Matt saw Rusty, Charlotte and Sandy walking toward him and Kendra. Matt figured that Sandy was ready to go home and see Jenny, so Rusty and Charlotte were coming to tell him goodbye. Rusty and Charlotte were going to take a quick trip to New Orleans and be back to work on Wednesday. He wanted to congratulate them again and wish them well on their trip.

“Look, Kendra,” Matt said, motioning with his eyes, “Sandy and the bride and groom are coming our way. You don’t have to decide this now. I’ll be at the office at the usual time tomorrow, and you can let me know then. If you need me to go, I will. If you don’t think it’s a good thing, I won’t go. Your call,” he said, smiling.

“Okay, thanks, Matt,” Kendra said, smiling at Sandy as she walked up, “we’ll talk in the morning. Well,” she said, grabbing Sandy’s hand, “looks like somebody is ready to get home and see her baby!”

“Yeah, I’m starting to miss her,” Sandy replied, “I know Mama and Malory have taken good care of her, but I’m ready to be back home with her. It’ll be time for her supper before too long, don’t want to keep her waiting.”

“Congratulations, again,” Kendra said, embracing Rusty, then Charlotte, “take you time getting back. The world can operate without you for a couple of days.”

“I’m not too sure about that,” Charlotte said, rolling her eyes toward Rusty, “this one thinks the world is on his shoulders. But, we’ll have a good time, just the same.”

“Thanks for being here, Kendra,” Rusty said with a smile, “it meant a lot for us to have you here. Seriously, let me know if anything comes up that you need me for.”

“Will do,” Kendra smiled, shaking her head, then smiling at Charlotte, “I’ll call you every fifteen minutes and give you updates.”

They all laughed at Kendra’s poking fun at Rusty. Kendra visited with the four of them for a few minutes, then looked at her watch. “Guess I’d better be getting home,” she said with a smile, “these new shoes are killing me. Stay safe and see you on Wednesday,” she said to Rusty as she turned to leave.

“She didn’t look too happy,” Rusty said quietly as Kendra left the room. “Anything you can let me in on?”

“Not really,” Matt replied, looking at the empty doorway, “just some last minute details with Jack Leonard’s transfer to the Feds. No big deal.”

“So, Matt,” Rusty said, with Charlotte and Sandy standing close by, “Tom told me that George Trane and you seemed to have an intense interaction. He said it looked like George gave you a card or something. What’s that all about?”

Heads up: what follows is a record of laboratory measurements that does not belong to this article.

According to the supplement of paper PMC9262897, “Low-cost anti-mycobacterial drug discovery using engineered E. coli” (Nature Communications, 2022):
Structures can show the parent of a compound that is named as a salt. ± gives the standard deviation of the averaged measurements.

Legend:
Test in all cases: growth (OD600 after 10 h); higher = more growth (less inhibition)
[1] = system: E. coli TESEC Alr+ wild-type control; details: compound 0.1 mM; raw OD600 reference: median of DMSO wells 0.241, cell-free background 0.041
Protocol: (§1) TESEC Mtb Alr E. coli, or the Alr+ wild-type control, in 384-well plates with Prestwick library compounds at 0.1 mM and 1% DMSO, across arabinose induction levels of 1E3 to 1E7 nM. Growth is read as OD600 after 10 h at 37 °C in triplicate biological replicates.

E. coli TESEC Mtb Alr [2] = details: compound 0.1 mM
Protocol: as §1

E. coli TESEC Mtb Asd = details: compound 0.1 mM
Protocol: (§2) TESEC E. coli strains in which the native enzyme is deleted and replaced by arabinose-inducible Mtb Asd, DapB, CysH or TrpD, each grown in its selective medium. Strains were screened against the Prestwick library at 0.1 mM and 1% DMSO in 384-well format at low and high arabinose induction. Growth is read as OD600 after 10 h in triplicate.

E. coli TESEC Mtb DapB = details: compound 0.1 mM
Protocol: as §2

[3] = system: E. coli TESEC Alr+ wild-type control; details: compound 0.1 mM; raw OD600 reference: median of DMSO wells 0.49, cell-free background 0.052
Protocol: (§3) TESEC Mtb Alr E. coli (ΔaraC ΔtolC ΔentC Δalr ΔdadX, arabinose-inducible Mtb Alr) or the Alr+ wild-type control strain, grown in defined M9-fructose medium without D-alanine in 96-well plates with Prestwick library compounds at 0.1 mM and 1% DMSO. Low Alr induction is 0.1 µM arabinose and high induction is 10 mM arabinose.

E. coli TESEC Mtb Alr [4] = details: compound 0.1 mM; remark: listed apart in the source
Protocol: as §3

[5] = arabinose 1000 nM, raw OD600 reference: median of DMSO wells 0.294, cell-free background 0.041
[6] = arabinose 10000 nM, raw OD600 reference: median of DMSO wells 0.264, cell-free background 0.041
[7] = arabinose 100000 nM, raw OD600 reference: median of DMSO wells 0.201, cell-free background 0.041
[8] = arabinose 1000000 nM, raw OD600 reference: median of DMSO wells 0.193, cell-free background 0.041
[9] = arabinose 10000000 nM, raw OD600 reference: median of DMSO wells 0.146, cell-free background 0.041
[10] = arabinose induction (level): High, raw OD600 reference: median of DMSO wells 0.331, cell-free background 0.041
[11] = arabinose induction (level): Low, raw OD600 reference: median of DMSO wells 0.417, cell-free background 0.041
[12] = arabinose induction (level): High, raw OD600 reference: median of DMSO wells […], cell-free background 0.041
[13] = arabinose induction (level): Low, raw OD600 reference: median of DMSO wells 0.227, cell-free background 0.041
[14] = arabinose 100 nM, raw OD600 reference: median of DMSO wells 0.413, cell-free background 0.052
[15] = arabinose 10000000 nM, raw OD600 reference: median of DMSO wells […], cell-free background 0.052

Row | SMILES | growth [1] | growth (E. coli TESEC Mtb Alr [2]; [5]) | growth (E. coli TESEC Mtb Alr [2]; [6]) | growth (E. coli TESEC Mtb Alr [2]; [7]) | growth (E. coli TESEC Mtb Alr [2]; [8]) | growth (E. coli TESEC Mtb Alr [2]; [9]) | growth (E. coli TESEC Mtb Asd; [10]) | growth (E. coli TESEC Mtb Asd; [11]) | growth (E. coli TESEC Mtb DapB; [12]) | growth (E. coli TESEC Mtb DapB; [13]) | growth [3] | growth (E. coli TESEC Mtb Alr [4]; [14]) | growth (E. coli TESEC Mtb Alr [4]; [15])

“Oh, my goodness,” Matt chuckled, “you cops never stop do you? Even at your wedding!”

“Becomes our natural way,” Rusty smiled, “kinda gets ingrained in our behaviors, I guess.”

“Or,” Matt laughed, “it could be some type of affliction!”

As the four of them laughed at Matt’s statement, he pulled the business card from his pocket and handed it to Rusty. “If you must know,” Matt said, “George passed this along as his recommendation for a database person. Ever hear of him?”

“Norman Satora,” Rusty said, reading from the card. “Doesn’t ring a bell,” Rusty said, handing the card back to Matt.

“Mother’s Food Program scam,” Sandy said, looking at Matt. “We didn’t bother you with it back then, but Norman came to our offices and visited with Bob Pierce, our other Audit Manager,” Sandy said, looking from Matt to Rusty. “Since the program wasn’t directly under our purview, we weren’t able to help him, but Bob did spend some time trying to advise him. Got pretty messy when it all came out.”

“Yeah,” Matt replied, “George said he thought that our staff reviewed some of the findings. You think I should talk with him?” Matt said to Sandy.

“I would,” Sandy replied, nodding her head, “he’s really a sharp guy, and from what we understood, a very proficient database guy.”

“Okay,” Matt said, putting the card back in his pocket, “enough abut all of this. I can tell this sweet mother is anxious to get home to our baby.”

“Yep,” Sandy said, giving Charlotte a hug, “it was great to be here, but Matt’s right. I’m really ready to get home to my precious Jenny.”

“Thanks so much for being there for us the past few weeks,” Charlotte said with a tear in her eye, “and for being here for us today. You are special to us! Words can’t express…”

“We must let these two get on their way,” Rusty said, politely interrupting the emotional interaction of the two women. “We’ll have plenty of time when we get back to catch up on everything.”

The two couples embraced as Matt and Sandy wished them a fun two days in New Orleans, then invited them over on Thursday night for an early dinner. “I’ll let you know if anything comes up,” Matt said, shaking Rusty’s hand, “otherwise, enjoy your time in New Orleans!”

“Will do,” Rusty said, patting his coat pocket, “got my phone with me so I’m only a button push away.”

As they drove out of the apartment complex, Matt could tell that Sandy had a wonderful time at the wedding, but that she was ready to be home with their Jenny. They carried on small talk about the wedding and the guests, but the closer they got to home, the more Sandy began to talk about Jenny, wondering how she did while they were away. When Matt pulled into the garage of the condo, Sandy looked over and kissed Matt’s cheek.

“Thanks for a wonderful time out,” Sandy said with a smile, “it was a needed break for us.”

Before Matt could answer, Sandy had opened the door and was on her way into the condo. Matt chuckled at her urgency. When they entered the condo, they found Annette and Malory sitting quietly in the living room, with Malory holding Jenny and slowly moving back and forth in the rocking chair. Jenny appeared to be asleep.

“Shhh,” Annette whispered, before Sandy could say anything, “she had a wonderful time and fell asleep about ten minutes ago. She had a great time, but I know she’ll be glad to see her mother when she wakes up.”

Sandy sat on the couch next to Annette and lightly touched Jenny’s toes as Malory rocked her. Matt excused himself and went into the bedroom and changed to his shorts and tee shirt. He smiled as he stood in the hallway, ready to go out to his patio sanctuary. “This scene,” he said to himself, “is something I could never have imagined in my empty condo. Life is good,” he smiled.


View Chapter 2